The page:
Road Tripping And Books: Five Writings You Don’t Want To Miss

Travel season is here! Great weather invites us to enjoy road trips, which are great since they broaden the meaning of traveling: it is never just about the destination, but rather about the journey itself. Reading during a road trip can be a spiritual experience: there is something magical in the combination of exploring new places, moving onward while the landscape passes before your eyes, and reading a great book. Not all literature is suitable for this type of journey. Books with heavy themes are usually not the way to go. With summer travel in mind we have prepared a list of five books that can really help you to make the best of your trip! Three of them you can read on your own, but the last two can actually become a fun group activity.

Fear and Loathing in Las Vegas: A Savage Journey to the Heart of the American Dream, by Hunter S. Thompson (purchase e-book)

If you’re a reader with a stomach and you also enjoy a good laugh, then this book will be great for you. It has autobiographic elements, and you can sense the honesty of the story: it could never have been written by someone who hadn’t experienced the described events himself. The novel is based on two journeys the author made with his attorney, Oscar Zeta Acosta. Their journey was in part a search for the truth behind the death of a journalist, Ruben Salazar, who was killed by the police during a march against the Vietnam War. If you are familiar with the context, you’ll find this novel interesting because it has a plot twist before it even begins. The narrator of the story and his road trip buddy (the aforementioned attorney) are abusers of drugs, so you’ll find it difficult to distinguish what really happened from what was just part of their tripping experience. The reasons why they fell into heavy drug use have been debated by readers and critics: some say they were merely self-destructive and that there was no deeper reason for why they did it; some say they were crushed by the absurd and cruel realities of the ’70s, as these years brought wars, fake values, and many injustices, so they tried to escape those realities. In the subtext of the novel, there is a quest for the American dream, but it is clear that that dream was lost in that period of history. Hopelessness and the cruelty of the world intensify the lack of meaning in the lives of both characters, as to live means to fight with yourself and with the world. In that sense, there are some philosophic moments in the novel’s story that come as verbalizations of the troubles they feel:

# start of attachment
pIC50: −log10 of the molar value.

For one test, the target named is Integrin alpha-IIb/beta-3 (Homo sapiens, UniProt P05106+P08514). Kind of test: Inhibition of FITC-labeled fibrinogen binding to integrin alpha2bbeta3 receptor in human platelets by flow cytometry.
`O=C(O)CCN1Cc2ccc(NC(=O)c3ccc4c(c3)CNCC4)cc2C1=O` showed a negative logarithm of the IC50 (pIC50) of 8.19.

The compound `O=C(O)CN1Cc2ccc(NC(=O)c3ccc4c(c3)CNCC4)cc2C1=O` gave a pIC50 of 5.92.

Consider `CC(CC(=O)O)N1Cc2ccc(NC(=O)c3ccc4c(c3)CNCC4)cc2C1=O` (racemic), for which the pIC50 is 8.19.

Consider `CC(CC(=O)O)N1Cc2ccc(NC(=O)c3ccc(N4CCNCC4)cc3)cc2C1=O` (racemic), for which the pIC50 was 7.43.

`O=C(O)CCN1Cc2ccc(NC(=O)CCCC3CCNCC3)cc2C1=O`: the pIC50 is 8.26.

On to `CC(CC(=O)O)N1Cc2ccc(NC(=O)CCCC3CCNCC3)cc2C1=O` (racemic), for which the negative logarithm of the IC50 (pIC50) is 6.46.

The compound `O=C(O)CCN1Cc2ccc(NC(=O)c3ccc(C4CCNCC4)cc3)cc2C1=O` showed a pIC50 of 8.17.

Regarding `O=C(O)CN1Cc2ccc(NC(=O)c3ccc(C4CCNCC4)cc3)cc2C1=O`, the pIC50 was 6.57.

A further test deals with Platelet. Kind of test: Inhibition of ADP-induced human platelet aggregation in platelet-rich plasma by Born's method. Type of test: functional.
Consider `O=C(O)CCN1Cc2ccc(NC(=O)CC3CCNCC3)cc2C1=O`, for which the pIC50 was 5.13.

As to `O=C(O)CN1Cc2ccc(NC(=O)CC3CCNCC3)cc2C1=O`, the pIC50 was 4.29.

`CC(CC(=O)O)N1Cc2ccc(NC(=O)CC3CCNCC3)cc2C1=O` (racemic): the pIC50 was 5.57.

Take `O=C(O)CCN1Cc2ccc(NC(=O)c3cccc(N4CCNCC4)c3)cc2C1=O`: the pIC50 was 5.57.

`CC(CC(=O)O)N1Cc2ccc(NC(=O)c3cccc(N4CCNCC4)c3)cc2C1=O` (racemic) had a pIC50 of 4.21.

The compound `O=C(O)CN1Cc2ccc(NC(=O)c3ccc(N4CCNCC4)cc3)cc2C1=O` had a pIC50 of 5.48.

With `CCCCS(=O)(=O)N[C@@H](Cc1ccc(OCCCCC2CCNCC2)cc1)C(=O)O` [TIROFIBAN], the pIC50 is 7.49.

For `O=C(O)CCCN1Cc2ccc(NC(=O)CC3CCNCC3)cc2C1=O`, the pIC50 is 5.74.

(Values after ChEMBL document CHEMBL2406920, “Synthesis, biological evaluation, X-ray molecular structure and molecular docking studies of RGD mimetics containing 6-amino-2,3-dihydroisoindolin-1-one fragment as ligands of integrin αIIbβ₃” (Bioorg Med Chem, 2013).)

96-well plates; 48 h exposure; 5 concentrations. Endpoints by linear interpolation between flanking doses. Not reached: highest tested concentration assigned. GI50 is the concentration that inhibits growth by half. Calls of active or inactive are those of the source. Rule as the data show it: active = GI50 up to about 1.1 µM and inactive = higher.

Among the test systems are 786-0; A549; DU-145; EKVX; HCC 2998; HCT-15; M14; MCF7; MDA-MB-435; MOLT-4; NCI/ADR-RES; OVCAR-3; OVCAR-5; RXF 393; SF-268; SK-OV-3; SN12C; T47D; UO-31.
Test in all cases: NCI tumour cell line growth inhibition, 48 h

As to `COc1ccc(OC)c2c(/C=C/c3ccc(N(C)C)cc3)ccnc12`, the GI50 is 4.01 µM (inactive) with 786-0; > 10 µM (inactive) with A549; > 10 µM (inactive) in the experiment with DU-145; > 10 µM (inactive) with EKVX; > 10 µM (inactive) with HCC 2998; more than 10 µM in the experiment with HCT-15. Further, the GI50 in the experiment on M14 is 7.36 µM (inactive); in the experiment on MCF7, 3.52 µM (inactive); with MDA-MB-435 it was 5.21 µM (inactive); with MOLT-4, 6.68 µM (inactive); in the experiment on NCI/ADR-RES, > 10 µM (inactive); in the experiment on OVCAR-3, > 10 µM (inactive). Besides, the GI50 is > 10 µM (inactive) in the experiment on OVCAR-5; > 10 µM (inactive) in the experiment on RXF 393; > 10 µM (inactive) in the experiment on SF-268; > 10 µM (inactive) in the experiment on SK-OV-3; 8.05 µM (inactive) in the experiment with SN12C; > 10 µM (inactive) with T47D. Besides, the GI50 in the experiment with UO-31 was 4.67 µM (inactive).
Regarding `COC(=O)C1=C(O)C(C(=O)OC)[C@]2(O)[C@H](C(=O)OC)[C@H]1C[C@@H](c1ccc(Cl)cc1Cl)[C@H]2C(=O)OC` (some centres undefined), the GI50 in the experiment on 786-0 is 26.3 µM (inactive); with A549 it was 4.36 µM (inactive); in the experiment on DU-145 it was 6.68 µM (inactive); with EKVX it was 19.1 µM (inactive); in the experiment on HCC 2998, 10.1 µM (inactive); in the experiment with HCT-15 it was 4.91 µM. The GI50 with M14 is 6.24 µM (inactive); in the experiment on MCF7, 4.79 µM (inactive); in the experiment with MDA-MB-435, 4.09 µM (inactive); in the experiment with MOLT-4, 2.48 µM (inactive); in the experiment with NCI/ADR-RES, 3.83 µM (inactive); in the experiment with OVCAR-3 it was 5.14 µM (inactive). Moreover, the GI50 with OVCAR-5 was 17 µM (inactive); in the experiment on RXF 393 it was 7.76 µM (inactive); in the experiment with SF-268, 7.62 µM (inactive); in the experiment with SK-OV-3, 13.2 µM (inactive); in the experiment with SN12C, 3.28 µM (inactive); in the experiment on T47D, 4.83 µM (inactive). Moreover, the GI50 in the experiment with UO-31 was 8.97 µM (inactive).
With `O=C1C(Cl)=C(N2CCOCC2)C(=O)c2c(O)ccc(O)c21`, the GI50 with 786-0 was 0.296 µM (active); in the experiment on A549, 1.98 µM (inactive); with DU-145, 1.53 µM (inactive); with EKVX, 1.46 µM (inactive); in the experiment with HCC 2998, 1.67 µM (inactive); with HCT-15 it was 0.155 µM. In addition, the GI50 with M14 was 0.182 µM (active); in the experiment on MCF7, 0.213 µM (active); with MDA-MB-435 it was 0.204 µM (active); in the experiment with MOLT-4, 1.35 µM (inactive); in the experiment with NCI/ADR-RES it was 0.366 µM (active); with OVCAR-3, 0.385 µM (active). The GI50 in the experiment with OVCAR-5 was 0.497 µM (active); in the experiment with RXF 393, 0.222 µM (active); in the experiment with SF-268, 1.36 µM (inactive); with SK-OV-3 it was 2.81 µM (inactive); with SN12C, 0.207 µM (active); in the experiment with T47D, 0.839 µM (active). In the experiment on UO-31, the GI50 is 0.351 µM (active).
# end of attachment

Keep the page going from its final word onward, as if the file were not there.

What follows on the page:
And that, I think, was the handle—that sense of inevitable victory over the forces of Old and Evil. Not in any mean or military sense; we didn’t need that. Our energy would simply prevail. There was no point in fighting on our side or theirs. We had all the momentum; we were riding the crest of a high and beautiful wave…

Three Men in a Boat (To Say Nothing of the Dog), by Jerome K. Jerome (free e-book)

This book is truly a celebration of friendship and the beautiful ability of human beings – to communicate and have meaningful conversations. The story strikes an adventurous note (kind of like Huckleberry Fin) and is full of anecdotes, reminiscences, discussions about rumors, and also historical moments. At the core of the story lies the friendship between three men. They all have some level of hypochondria, as they fear every possible disease and feel they are exposed to them more than other people. After discussing their anxieties, the three friends decide they should take a vacation, along with the narrator’s dog, a fox terrier named Montmorency. The novel is set in London. The men decide to take a boat and enjoy the Thames River for a while, in order to relax and rest from their everyday lives. There is a huge gap between the country and city life, so this journey is a chance for the three men to reconnect with themselves and with nature, too. According to Jerome, a man is doomed always to wish for something he cannot have. Also, he will always believe that the grass is greener on the other side, never fully satisfied. A man is a being that is very adaptable, which is a medal with two sides: sure, that can be perceived as a good thing, but on the other hand – a man stops enjoying life as he gets bored and too familiar with situations that were once new and exciting to him. Nevertheless, this book is a light read and amusing, although it is not without a deeper meaning. Here’s a beautiful thought that will stick with you for a long time: